The English word “libation” derives from the Latin libatio, an act of pouring, from the verb libare, “to taste, sip; pour out, make a libation” (Indo-European root*leib-, “pour, make a libation”). In ancient Roman religion, the libation was an act of worship in the form of a liquid offering, most often unmixed wine and perfumed oil. The Roman god Liber Pater (“Father Liber“), later identified with the Greek Dionysus or Bacchus, was the divinity of libamina, “libations,” and liba, sacrificial cakes drizzled with honey.

In Roman art, the libation is shown performed at an altar, mensa (sacrificial meal table), or tripod. It was the simplest form of sacrifice, and could be a sufficient offering by itself. The introductory rite (praefatio) to an animal sacrifice included an incense and wine libation onto a burning altar. Both emperors and divinities are frequently depicted, especially on coins, pouring libations. Scenes of libation commonly signify the quality of pietas, religious duty or reverence.

The libation was part of Roman funeral rites, and may have been the only sacrificial offering at humble funerals. Libations were poured in rituals of caring for the dead (see Parentalia and Caristia), and some tombs were equipped with tubes through which the offerings could be directed to the underground dead.

Milk was unusual as a libation at Rome, but was regularly offered to a few deities, particularly those of an archaic nature or those for whom it was a natural complement, such as Rumina, a goddess of birth and childrearing who promoted the flow of breast milk, and Cunina, a tutelary of the cradle.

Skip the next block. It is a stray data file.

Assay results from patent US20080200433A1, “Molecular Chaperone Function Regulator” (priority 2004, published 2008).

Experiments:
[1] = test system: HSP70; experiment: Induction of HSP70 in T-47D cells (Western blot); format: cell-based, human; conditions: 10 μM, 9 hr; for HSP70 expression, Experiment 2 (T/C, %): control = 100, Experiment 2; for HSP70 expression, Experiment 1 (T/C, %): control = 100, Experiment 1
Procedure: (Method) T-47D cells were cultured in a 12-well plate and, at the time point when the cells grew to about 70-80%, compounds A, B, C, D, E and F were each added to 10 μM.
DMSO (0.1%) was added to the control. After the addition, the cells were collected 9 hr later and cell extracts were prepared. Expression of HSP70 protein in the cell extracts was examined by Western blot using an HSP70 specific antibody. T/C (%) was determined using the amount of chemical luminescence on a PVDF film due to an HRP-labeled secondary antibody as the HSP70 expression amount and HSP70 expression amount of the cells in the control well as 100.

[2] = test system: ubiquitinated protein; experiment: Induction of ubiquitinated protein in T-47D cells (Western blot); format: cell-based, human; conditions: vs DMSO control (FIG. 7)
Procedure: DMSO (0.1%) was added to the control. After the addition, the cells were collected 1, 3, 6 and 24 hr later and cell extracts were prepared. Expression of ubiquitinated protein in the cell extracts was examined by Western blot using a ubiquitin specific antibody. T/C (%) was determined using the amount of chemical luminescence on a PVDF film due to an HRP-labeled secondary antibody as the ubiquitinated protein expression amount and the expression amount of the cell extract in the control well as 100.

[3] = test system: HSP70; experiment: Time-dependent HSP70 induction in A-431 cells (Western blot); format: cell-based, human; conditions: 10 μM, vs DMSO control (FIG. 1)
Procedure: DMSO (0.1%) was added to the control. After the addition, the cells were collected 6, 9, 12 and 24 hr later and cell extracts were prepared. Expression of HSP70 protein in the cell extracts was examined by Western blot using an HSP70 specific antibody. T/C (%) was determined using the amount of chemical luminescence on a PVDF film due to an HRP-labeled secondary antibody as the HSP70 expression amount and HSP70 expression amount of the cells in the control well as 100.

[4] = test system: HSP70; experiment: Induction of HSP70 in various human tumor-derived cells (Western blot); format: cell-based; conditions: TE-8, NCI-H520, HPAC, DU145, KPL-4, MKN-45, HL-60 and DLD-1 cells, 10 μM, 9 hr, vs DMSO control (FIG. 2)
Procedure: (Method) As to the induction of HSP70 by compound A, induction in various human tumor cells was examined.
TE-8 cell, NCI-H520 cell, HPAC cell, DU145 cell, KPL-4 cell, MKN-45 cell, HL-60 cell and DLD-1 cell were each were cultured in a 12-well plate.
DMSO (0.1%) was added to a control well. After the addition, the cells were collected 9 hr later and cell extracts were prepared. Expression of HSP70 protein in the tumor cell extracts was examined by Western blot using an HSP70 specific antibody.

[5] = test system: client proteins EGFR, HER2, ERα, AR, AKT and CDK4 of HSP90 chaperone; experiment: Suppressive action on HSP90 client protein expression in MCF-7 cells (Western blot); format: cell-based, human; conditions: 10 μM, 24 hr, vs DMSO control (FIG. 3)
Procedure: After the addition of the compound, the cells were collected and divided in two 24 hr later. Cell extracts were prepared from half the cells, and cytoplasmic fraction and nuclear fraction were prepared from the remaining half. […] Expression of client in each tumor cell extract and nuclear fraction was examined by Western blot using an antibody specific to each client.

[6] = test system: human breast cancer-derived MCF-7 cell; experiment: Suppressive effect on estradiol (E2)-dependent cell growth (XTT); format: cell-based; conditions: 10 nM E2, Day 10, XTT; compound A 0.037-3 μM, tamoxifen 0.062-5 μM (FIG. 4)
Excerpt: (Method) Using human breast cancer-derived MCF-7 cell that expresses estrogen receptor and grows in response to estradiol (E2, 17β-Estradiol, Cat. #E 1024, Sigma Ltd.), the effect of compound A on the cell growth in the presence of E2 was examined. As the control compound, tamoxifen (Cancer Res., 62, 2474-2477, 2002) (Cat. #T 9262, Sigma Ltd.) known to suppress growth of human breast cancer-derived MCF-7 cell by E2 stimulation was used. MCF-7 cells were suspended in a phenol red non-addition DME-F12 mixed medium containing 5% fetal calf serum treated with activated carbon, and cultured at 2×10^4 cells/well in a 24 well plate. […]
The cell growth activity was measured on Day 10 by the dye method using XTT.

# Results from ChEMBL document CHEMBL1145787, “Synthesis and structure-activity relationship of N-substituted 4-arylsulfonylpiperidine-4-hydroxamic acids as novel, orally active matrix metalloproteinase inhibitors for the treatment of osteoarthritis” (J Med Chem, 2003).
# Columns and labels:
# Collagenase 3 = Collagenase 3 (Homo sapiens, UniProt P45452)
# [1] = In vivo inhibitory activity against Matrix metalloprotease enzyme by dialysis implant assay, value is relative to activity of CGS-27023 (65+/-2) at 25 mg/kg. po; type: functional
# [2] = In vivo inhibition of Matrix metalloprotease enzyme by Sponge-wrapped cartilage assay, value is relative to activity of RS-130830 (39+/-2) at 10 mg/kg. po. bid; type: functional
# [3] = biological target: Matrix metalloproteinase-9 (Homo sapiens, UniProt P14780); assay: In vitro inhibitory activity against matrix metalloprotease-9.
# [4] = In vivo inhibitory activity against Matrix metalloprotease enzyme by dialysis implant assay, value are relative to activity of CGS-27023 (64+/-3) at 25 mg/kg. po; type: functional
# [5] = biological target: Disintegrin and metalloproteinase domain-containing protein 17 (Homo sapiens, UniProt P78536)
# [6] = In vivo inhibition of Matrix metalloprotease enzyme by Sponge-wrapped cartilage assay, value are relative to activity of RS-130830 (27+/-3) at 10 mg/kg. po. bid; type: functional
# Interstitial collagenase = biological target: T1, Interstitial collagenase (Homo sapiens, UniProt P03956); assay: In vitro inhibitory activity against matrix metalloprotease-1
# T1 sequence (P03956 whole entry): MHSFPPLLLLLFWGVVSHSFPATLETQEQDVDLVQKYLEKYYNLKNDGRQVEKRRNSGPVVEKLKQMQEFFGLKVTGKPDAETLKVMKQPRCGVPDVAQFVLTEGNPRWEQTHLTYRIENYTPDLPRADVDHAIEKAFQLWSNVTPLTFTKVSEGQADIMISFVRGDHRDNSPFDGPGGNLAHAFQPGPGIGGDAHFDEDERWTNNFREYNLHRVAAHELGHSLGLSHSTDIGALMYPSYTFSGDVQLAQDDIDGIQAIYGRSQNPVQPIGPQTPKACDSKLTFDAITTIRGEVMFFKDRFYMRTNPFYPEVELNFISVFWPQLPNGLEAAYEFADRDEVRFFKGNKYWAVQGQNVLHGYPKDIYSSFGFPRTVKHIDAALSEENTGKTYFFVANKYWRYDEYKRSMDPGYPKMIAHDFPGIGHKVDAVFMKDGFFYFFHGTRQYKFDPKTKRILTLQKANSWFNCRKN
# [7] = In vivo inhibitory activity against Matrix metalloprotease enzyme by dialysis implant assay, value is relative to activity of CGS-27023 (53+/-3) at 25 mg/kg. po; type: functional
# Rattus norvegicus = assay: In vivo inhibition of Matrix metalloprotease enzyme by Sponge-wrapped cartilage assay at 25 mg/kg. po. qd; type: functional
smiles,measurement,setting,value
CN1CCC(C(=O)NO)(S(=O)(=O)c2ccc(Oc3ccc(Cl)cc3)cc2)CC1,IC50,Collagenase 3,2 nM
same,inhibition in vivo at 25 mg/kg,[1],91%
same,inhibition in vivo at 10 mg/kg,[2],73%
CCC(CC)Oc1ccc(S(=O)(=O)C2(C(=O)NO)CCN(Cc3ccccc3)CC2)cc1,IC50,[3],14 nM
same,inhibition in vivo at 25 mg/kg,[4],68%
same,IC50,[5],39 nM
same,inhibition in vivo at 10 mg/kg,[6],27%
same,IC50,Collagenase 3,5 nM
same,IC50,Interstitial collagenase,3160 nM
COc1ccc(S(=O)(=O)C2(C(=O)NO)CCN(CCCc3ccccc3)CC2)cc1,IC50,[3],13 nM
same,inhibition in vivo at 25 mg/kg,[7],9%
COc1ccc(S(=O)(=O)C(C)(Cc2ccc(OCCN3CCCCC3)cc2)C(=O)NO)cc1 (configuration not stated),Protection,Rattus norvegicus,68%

It was offered also to Mercurius Sobrius (the “sober” Mercury), whose cult is well attested in Roman Africa and may have been imported to the city of Rome by an African community.

In African cultures, African traditional religions

the ritual of pouring libation is an essential ceremonial tradition and a way of giving homage to the ancestors. Ancestors are not only respected in such cultures, but also invited to participate in all public functions (as are also the gods and God).

A prayer is offered in the form of libations, calling the ancestors to attend. The ritual is generally performed by an elder. Although water may be used, the drink is typically some traditional wine (e.g. palm wine), and the libation ritual is accompanied by an invitation (and invocation) to the ancestors, gods and God. In the Volta region of Ghana, water with a mixture of corn flour is also used to pour libation.


Libation is also commonly recognized as the break within the famous performance of Agbekor, a ritual dance performed in West African cultures. It is also poured during traditional marriage ceremony, when a child is born and funeral ceremony. Traditional Festivals like Asafotu and Homowo of the Ga Adangbe people of Ghana and Togo.

Also during installment of Kings, Queens, Chiefs libation is poured.

In the contemporary United States, there is a tradition of pouring libations of malt liquor from a forty before drinking, which is particularly associated with African-American rappers.


This is referred to as “tipping” to one’s [dead] homies (friends), or “pouring one out”. This is referenced in various songs, such as the 1993 “Gangsta Lean (This Is For My Homies)” by DRS(“I tip my 40 to your memory”), and sometimes accompanied by ritual expressions such as “One for me, and one for my homies” as well as the 1994 song “Pour Out a Little Liquor” by 2Pac.


I guess old habits are hard to break -Sola